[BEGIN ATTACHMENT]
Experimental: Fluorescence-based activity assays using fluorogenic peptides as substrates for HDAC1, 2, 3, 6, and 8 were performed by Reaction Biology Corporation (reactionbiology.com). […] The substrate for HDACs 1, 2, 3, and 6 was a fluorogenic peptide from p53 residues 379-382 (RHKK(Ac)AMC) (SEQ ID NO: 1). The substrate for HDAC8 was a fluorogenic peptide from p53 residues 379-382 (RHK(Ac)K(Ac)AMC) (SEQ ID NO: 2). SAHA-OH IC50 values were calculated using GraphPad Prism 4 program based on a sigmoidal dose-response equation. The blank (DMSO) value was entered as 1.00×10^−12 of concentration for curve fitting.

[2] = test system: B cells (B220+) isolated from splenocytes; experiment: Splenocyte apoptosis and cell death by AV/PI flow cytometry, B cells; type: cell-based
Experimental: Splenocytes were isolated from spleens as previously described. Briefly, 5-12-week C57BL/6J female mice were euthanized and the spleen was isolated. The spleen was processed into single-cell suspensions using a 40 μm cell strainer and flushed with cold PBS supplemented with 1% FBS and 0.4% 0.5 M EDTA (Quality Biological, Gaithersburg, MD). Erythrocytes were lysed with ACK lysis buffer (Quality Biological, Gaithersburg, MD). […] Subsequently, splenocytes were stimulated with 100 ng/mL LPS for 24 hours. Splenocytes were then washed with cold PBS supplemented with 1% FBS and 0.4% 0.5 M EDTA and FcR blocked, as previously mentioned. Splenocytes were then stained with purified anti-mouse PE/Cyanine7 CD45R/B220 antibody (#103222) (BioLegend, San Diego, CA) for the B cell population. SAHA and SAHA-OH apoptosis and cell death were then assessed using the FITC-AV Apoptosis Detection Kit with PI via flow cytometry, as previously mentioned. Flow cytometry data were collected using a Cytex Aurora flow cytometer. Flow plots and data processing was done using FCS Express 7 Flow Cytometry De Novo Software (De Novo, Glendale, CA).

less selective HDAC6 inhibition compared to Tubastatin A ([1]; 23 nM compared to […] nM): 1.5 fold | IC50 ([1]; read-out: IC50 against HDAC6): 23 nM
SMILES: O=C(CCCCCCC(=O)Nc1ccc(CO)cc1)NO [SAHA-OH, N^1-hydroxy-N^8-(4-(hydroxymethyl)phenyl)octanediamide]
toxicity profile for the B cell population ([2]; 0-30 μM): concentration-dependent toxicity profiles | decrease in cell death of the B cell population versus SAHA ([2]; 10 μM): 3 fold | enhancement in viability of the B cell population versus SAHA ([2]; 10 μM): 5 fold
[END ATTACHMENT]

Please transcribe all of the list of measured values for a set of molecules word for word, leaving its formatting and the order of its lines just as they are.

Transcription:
Experimental: Fluorescence-based activity assays using fluorogenic peptides as substrates for HDAC1, 2, 3, 6, and 8 were performed by Reaction Biology Corporation (reactionbiology.com). […] The substrate for HDACs 1, 2, 3, and 6 was a fluorogenic peptide from p53 residues 379-382 (RHKK(Ac)AMC) (SEQ ID NO: 1). The substrate for HDAC8 was a fluorogenic peptide from p53 residues 379-382 (RHK(Ac)K(Ac)AMC) (SEQ ID NO: 2). SAHA-OH IC50 values were calculated using GraphPad Prism 4 program based on a sigmoidal dose-response equation. The blank (DMSO) value was entered as 1.00×10^−12 of concentration for curve fitting.

[2] = test system: B cells (B220+) isolated from splenocytes; experiment: Splenocyte apoptosis and cell death by AV/PI flow cytometry, B cells; type: cell-based
Experimental: Splenocytes were isolated from spleens as previously described. Briefly, 5-12-week C57BL/6J female mice were euthanized and the spleen was isolated. The spleen was processed into single-cell suspensions using a 40 μm cell strainer and flushed with cold PBS supplemented with 1% FBS and 0.4% 0.5 M EDTA (Quality Biological, Gaithersburg, MD). Erythrocytes were lysed with ACK lysis buffer (Quality Biological, Gaithersburg, MD). […] Subsequently, splenocytes were stimulated with 100 ng/mL LPS for 24 hours. Splenocytes were then washed with cold PBS supplemented with 1% FBS and 0.4% 0.5 M EDTA and FcR blocked, as previously mentioned. Splenocytes were then stained with purified anti-mouse PE/Cyanine7 CD45R/B220 antibody (#103222) (BioLegend, San Diego, CA) for the B cell population. SAHA and SAHA-OH apoptosis and cell death were then assessed using the FITC-AV Apoptosis Detection Kit with PI via flow cytometry, as previously mentioned. Flow cytometry data were collected using a Cytex Aurora flow cytometer. Flow plots and data processing was done using FCS Express 7 Flow Cytometry De Novo Software (De Novo, Glendale, CA).

less selective HDAC6 inhibition compared to Tubastatin A ([1]; 23 nM compared to […] nM): 1.5 fold | IC50 ([1]; read-out: IC50 against HDAC6): 23 nM
SMILES: O=C(CCCCCCC(=O)Nc1ccc(CO)cc1)NO [SAHA-OH, N^1-hydroxy-N^8-(4-(hydroxymethyl)phenyl)octanediamide]
toxicity profile for the B cell population ([2]; 0-30 μM): concentration-dependent toxicity profiles | decrease in cell death of the B cell population versus SAHA ([2]; 10 μM): 3 fold | enhancement in viability of the B cell population versus SAHA ([2]; 10 μM): 5 fold